There were two very newsworthy events in Manila yesterday morning: the historic ascension of the new Archbishop that many observers– this blog among the first of them– believe could be pope someday, and the turn-over ceremonies between the outgoing and incoming chiefs of staff of the Armed Forces of the Philippines (AFP). Both events were milestones in their own right: the former signifying the generational changing of guards in the local Catholic church and the latter marking, to a lesser degree, a possible new era in the military, one which would perhaps put an end to the revolving door policy that has contributed to the politicization of the AFP leadership.
But by sunset, these two important milestones had been eclipsed by a breathtaking afternoon drama that took many– but not the serious political observers– by surprise. With incredible speed, the House of Representatives, packed with President Benigno S. Aquino III’s minions, has impeached the country’s Chief Justice, Renato Corona. It’s no longer just a cold war between the Executive and the Judiciary; it’s total war. The President’s army of congressmen has launched a blitzkrieg against the Chief Justice.
Indeed, blitzkrieg it was. The impeachment complaint was filed by several congressmen at quarter to four in the afternoon, and by five o’clock more than 180 congressmen have affixed their signatures, taking the complaint directly to plenary and ready to be submitted to the Senate. All the opposition could do was deplore the impeachment for being ‘railroaded.’ An exasperated Edcel Lagman, the minority leader, cried blackmail, saying Malacanang held the lawmakers hostage through the threat of withholding pork barrel. But he had to ultimately concede defeat, calling instead for the senators to be fair in conducting the trial.
The complaint included allegations of corruption, but it is obvious that the primary motivation is betrayal of public trust. The basis? The Chief Justice has voted favorably for Gloria Macapagal-Arroyo nineteen times in a row, which means that he decides not on the basis of law but on the basis of personal loyalty.
It should be recalled that the very appointment of Chief Justice Corona is in itself extremely questionable. Arroyo made him Chief Justice one week after her predecessor’s election, despite the fact that the Constitution and propriety prohibit any presidential appointment, except for temporary executive positions, sixty days before an election. The appointment was justified through a comical, if not tragic, oversimplification of constitutional clause. It was widely perceived then that Arroyo had appointed Corona, her long-term chief of staff, spokesman and one-time Executive Secretary, as a means to shield herself from post-presidential prosecution. Indeed, under Corona, the Supreme Court has protected Arroyo through important decisions ranging from the junking of the Truth Commission that was supposed to do the reckoning of her nine-year lamentable regime to the controversial order that, had she not been issued an arrest warrant, would have allowed her to flee the country.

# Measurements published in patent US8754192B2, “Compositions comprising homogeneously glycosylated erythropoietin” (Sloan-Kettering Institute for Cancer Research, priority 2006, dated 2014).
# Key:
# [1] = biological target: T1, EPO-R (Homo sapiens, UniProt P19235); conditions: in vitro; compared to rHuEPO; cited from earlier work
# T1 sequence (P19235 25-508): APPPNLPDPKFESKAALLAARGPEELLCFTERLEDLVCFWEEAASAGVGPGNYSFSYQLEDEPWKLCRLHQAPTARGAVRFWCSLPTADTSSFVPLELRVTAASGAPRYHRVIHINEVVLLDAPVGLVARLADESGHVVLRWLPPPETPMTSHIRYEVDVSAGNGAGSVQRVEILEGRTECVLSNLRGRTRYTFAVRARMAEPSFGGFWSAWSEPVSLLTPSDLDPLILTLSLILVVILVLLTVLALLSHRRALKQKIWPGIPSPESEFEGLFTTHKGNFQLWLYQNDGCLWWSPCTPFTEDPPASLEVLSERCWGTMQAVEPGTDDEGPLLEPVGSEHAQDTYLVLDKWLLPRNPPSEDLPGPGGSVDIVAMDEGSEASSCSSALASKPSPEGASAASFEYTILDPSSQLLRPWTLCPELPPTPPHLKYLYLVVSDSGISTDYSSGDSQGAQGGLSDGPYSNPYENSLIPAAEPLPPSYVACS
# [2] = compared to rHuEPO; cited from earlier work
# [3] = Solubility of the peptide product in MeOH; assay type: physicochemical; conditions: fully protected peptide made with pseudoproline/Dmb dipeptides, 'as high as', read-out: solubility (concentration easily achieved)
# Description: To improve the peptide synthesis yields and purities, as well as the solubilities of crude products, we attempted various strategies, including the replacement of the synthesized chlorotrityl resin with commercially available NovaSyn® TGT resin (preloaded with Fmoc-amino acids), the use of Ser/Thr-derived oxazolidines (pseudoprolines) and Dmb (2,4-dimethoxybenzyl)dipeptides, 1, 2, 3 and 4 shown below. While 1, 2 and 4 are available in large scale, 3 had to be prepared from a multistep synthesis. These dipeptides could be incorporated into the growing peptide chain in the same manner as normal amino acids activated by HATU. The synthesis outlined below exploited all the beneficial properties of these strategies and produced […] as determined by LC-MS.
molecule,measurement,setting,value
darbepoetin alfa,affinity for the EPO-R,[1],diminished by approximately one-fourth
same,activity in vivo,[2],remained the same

The Chief Justice’s apologists point out that this is misleading, as he did not cast the deciding vote in many of these decisions; but while to some the basis of the impeachment complaint might look flimsy at face value, it is clear to the general public that the Chief Justice has become an obstruction to the popular government’s goal of putting a proper closure to the corruption and kleptocracy of the Arroyo regime. Besides, the congressmen did not cast their vote based on the substance of the complaint; rather, as in all impeachment cases, they voted on it mainly on the basis of partisan considerations. Fortunately for the President, his power to dispense pork barrel, coupled with his enormous political capital, makes it very easy for him to impeach just about any impeachable official.
The question now is, will the President be able to make the Senate toe the line as much as he can make the House dance to his whim? The answer is no. The Senate is traditionally independent and has been a genuine check against the Executive, especially at many critical instances in the country’s history. It is true that the President’s allies comprise the majority there, but they are relatively independent compared with their peers in the lower house. Further, convicting the Chief Justice requires not just a simple but a two-thirds majority; and it would be unlikely for the likes of Senate veteran Joker Arroyo or independent-minded Miriam Defensor-Santiago, or even the maverick Aquino ally Sergio Osmena III, to simply dance to the President’s tune.
This does not mean, however, that they would not dance to the tune of public opinion. I’m sure the senators, many of them up for re-election in 2013, know that not only is President Aquino popular, Gloria Macapagal-Arroyo is extremely hated as well. As an American expert on Third World affairs once told me, in his forty years of travelling through and studying the Third World, he has never seen a leader as universally reviled as Arroyo– at least Marcos had his solid north. As Manny Villar had learned at great cost last year, being seen as favoring Arroyo, or indeed even being soft with her, could be a deadly bane in an election. And this is what should worry the Chief Justice.
The truth is that, rightly or wrongly, the Filipino public has already pre-judged him as being an Arroyo loyalist first and a Supreme Court magistrate second. For this reason, the Chief Justice should consider resignation as a very serious option.
For sooner or later the senators of the Republic, politicians as they are, would have to yield to the lynch mob.